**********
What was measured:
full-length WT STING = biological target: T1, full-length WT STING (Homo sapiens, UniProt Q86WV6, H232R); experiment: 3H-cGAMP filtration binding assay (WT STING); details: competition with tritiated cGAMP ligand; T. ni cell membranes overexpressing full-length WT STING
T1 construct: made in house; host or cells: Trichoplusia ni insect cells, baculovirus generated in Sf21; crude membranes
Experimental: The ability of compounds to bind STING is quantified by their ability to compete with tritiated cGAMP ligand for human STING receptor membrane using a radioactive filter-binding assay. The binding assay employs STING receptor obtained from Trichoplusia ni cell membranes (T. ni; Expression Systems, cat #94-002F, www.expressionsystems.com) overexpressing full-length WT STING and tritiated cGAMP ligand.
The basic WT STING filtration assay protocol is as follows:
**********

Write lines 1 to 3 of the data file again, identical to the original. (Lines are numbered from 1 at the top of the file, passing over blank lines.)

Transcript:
What was measured:
full-length WT STING = biological target: T1, full-length WT STING (Homo sapiens, UniProt Q86WV6, H232R); experiment: 3H-cGAMP filtration binding assay (WT STING); details: competition with tritiated cGAMP ligand; T. ni cell membranes overexpressing full-length WT STING
T1 construct: made in house; host or cells: Trichoplusia ni insect cells, baculovirus generated in Sf21; crude membranes